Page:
I just don't trust Moore to reward fantasy owners on a consistent enough basis to be worth starting.
4. Roy Helu, WASH, RB
Generally speaking, it's a very foolish bet to hitch yourself to any running back in a Mike Shanahan-coached backfield. For whatever reason, Shanahan enjoys switching out running backs on a game-by-game basis.
Maybe his inability to commit to running backs is a good thing, but I would not be surprised if Shanahan is simply doing this to mess with fantasy owners. That would explain why Roy Helu, Tim Hightower, Evan Royster and Ryan Torrain all had games in which they led the team in rushing yards. What kills fantasy owners is the realization that had Washington had one lead rusher, he could have eclipsed 1,200 rushing yards and would have been one of the top backs in the league.
With 640 rushing yards, Helu must have been Shanahan's favorite in 2011. Helu even had a stretch of three straight 100-yard rushing games, a stretch almost unheard of for a Shanahan-coached team. This led him to finish 33rd in points among running backs and should in theory make him the favorite for starting back in 2012.
Just because Helu led the Redskins in rushing yards in 2011, it doesn't mean he's certain for great things in 2012. In fact, it could be argued that Shanahan is through with him and he'll be moving on to the next attractive young running back that fantasy owners have never heard of. Especially with Royster leading the team in rushing yards for the final two games last season.
Besides Helu, both Hightower and Royster are returning to the Redskins. Does that really mean anything though? Knowing Shanahan, he could start any of the three returners or he could go with sixth-round pick Alfred Morris or undrafted rookie Lennon Creer.
It's honestly anyone's guess who starts which game in the Redskins backfield. That's a major reason why I think Helu could fail to amass 600 rushing yards even though, talent-wise, he's probably the best back the Skins have.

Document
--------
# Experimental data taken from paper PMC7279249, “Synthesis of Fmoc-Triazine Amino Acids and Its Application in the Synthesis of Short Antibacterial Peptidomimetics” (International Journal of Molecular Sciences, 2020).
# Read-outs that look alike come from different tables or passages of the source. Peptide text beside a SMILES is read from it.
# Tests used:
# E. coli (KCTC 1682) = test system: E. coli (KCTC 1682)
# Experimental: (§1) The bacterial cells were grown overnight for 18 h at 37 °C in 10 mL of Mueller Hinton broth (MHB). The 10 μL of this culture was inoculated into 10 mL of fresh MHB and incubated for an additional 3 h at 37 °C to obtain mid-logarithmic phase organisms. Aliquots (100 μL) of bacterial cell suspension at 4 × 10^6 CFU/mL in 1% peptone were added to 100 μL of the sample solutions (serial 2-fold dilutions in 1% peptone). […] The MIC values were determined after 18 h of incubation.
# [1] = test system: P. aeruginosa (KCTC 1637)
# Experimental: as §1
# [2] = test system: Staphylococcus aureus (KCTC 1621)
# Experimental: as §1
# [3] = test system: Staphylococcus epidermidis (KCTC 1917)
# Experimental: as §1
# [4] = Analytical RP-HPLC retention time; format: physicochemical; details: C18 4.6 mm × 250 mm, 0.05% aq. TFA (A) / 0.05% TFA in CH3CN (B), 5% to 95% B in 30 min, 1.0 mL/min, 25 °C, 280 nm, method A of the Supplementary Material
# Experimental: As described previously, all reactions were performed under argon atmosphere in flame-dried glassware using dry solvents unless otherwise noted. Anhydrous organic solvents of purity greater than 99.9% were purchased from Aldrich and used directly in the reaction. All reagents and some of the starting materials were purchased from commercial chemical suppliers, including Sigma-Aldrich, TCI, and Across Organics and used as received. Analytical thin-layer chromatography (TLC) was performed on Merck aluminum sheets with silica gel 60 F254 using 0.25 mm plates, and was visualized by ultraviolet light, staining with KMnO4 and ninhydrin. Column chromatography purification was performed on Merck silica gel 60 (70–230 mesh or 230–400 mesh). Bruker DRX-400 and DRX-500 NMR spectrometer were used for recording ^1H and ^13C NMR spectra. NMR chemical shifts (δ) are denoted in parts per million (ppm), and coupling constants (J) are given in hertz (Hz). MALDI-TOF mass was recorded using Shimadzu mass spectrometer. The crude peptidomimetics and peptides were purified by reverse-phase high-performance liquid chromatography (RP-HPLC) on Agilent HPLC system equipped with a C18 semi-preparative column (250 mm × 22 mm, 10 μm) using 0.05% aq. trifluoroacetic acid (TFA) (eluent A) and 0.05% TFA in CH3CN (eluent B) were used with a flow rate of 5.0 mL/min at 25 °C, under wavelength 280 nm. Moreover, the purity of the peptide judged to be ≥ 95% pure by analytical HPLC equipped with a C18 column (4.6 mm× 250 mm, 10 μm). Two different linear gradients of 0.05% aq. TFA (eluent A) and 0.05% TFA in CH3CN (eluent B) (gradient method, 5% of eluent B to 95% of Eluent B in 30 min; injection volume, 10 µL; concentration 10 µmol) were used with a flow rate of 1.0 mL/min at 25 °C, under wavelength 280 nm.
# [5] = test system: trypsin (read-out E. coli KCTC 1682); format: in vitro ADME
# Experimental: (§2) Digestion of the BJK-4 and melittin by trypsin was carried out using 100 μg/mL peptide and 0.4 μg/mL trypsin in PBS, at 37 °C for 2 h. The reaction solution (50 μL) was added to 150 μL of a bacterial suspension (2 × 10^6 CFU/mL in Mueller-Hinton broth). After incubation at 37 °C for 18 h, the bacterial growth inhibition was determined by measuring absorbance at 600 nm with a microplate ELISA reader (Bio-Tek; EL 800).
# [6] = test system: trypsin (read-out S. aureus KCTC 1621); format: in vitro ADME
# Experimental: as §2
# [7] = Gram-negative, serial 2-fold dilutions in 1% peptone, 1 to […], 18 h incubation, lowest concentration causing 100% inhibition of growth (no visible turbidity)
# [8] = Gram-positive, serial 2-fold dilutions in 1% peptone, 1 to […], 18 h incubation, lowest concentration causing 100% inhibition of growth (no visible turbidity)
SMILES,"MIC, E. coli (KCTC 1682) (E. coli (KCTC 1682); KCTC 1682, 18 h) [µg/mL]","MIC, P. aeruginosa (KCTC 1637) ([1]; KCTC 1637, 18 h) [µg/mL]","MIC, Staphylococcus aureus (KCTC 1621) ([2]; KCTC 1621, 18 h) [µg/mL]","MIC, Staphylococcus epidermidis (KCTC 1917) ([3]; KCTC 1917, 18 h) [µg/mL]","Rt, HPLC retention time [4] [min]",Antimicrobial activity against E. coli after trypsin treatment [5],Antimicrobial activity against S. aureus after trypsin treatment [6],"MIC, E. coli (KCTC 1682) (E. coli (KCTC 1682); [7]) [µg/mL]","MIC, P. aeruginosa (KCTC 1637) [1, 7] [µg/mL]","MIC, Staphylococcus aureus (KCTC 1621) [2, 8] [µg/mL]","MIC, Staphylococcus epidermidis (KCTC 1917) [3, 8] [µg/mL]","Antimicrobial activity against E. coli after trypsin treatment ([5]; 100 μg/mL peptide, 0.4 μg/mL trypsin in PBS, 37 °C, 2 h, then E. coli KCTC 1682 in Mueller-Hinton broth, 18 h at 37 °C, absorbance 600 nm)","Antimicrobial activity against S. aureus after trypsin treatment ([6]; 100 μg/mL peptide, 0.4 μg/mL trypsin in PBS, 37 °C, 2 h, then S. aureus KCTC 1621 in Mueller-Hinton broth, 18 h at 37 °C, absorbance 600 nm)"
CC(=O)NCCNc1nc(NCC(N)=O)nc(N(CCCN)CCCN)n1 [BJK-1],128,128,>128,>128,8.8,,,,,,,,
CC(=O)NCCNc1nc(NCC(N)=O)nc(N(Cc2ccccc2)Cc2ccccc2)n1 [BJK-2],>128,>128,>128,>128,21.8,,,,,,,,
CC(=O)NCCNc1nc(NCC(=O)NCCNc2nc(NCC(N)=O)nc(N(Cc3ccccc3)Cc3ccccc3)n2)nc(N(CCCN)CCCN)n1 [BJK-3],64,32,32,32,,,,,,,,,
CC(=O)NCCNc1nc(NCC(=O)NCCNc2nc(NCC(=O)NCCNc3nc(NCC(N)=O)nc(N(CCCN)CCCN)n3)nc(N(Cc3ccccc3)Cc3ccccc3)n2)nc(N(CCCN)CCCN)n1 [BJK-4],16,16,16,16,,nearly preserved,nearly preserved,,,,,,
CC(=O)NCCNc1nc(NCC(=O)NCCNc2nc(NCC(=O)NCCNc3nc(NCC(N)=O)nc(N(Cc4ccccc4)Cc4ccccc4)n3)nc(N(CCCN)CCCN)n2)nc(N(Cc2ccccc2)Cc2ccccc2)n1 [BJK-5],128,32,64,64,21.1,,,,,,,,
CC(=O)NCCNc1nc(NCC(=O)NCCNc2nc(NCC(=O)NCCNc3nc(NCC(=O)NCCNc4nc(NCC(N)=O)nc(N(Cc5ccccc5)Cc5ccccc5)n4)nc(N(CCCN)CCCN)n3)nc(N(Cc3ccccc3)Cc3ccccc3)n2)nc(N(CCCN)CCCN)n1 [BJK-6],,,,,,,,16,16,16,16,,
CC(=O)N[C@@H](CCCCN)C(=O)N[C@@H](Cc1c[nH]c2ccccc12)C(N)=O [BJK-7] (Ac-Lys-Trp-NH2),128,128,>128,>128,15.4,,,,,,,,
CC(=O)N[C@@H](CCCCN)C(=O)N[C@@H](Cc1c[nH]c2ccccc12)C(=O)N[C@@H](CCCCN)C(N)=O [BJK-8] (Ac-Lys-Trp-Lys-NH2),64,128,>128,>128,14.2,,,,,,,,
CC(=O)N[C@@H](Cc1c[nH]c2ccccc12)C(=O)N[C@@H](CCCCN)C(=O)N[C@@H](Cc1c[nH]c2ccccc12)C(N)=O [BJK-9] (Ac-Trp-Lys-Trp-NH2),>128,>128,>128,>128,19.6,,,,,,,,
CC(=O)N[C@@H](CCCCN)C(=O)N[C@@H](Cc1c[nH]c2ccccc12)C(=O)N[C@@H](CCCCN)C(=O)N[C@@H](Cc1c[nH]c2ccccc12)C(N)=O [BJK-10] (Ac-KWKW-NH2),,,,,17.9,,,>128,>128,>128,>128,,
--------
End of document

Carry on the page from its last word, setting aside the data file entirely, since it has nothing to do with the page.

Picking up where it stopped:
Like Moore, Helu wasn't exceptional in 2012 yet he's still getting drafted as an flex player in most leagues. I think that's too high for someone in a way too tentative Washington backfield.
3. Mark Ingram, NO, RB
As a first-round pick in 2011, Mark Ingram had a lot of expectations going into his rookie season. He had a decent year leading the New Orleans Saints in attempts with 122. He also tied Pierre Thomas to lead the team with five rushing touchdowns.
The downside for Ingram was his 474 rushing yards. It's a given these days that New Orleans will be going with a running back-by-committee approach. The approach has actually worked out great for them as the Saints finished sixth in rushing yards in 2011, averaging 132.9 yards a game.
New Orleans is one of the rare teams in which all of the members in their running back committee are worthy fantasy starters. So Ingram should, in theory, be fantasy relevant and perhaps even able to put together a breakout season. Especially since his success last year came with Ingram playing in only 10 games.
I do not agree with that line of reasoning. This is not because of anything against Ingram as I think the former Heisman Trophy winner could become a feature back. It's just likely not going to happen with the Saints.
The hierarchy of the Saints running backs goes like this. Darren Sproles is the most valuable. With more than 80 receptions and more than 80 rushing attempts last season, he's arguably the most dangerous player besides Drew Brees in the Saints offense. He's even better if your league awards points for punt return and kick return touchdowns.
Then there's Pierre Thomas. He has led the team in rushing yards for three of the last four seasons and with the exception of 2010, he doesn't usually miss time because of injury. At 28 years old, Thomas is still a threat to lead the team in rushing yards and touchdowns—he's had five or more during the last four seasons.
This puts Ingram as the third-best running back on his team. That's not even considering Chris Ivory, who's had some productive games when stepping in for injured players over the last two seasons. Therefore Ingram's slump potential is higher than any sophomore running back, except for this next one.